African Elegance

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Rizzoli International, Oct 30, 2003 - Architecture - 176 pages
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In Africa, beaded ornaments may mark an individual's progress through life, and intricate woven fabrics chronicle the deeds of warriors and kings. "African Elegance" delves into the ways in which such traditional objects as masks, jewelry, and wooden vessels are used in contemporary African society.

From the vibrant, carved coffins of Ghana and the treasures made by sixteenth-century Benin metalsmiths to the sleek objects in serpentine crafted by the Shona sculptors of Zimbabwe, "African Elegancce" dynamically explores how native Africans display themselves, exchange messages, and tell stories through craft. An object as beautiful as the work it celebrates, "African Elegance" is a stunningly photographed chronicle of art and personal adornment.

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CONTENTS Introduction

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About the author (2003)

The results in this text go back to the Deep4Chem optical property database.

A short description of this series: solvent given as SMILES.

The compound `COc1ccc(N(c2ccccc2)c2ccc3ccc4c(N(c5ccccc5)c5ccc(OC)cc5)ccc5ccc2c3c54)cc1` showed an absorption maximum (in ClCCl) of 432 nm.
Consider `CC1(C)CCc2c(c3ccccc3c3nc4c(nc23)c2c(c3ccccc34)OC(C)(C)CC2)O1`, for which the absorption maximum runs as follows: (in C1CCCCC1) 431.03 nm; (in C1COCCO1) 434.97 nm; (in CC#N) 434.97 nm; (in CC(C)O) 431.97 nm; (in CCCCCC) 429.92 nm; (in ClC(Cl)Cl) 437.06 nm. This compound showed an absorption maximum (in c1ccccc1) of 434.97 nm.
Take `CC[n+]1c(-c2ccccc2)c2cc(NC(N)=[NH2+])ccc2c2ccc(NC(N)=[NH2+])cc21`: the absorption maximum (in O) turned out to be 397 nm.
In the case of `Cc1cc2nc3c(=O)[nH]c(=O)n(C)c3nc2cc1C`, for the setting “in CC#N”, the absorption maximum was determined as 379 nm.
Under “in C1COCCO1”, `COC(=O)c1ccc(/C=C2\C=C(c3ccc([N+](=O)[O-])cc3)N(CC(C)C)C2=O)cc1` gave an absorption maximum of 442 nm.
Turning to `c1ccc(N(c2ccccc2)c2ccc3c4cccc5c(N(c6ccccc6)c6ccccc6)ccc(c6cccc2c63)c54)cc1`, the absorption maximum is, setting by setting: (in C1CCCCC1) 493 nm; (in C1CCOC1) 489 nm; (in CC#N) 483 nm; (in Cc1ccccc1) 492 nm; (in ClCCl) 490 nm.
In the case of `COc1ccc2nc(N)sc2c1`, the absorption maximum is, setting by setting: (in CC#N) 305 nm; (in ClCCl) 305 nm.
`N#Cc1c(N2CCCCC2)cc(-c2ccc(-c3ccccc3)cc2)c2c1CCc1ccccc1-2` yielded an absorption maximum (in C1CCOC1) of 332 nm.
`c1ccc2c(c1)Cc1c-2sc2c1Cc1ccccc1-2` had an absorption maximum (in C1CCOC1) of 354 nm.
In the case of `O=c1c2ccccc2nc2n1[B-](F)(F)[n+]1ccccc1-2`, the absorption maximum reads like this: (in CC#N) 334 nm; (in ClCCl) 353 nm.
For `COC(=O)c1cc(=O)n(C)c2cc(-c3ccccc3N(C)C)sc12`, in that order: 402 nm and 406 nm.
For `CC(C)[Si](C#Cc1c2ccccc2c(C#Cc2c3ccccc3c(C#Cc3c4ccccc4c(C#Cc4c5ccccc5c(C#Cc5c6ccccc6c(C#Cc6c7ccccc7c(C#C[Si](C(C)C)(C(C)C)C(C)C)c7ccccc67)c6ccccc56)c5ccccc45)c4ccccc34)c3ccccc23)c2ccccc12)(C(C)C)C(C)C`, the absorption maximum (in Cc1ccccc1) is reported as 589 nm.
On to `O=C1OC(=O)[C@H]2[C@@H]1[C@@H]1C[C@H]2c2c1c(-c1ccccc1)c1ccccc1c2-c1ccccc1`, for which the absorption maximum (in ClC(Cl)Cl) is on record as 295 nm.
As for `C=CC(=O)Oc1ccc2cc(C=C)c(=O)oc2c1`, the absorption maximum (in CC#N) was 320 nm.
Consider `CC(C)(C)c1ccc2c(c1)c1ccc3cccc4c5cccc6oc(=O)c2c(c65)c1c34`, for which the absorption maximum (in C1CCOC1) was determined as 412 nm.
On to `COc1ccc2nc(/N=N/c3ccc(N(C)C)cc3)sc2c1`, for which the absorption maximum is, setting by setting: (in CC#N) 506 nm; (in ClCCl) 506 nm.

Ettagale Blauer has been writing about crafts and Africa in equal measure for more than twenty years. She has travelled widely in Africa, and has lived in South Africa and Kenya. A native New Yorker, Ettagale received her B.A. from Hunter College, New York. Her numerous publications include a series of books on African nations for Grolier Publishing, as well as South Africa, Coming of Age under Apartheid. She also writes about all aspects of jewelry design - antique, modern and tribal - as well as diamonds and gold, and is the author of Contemporary American Jewelry Design and American Wristwatches: Five Decades of Style and Design. She lives in New York.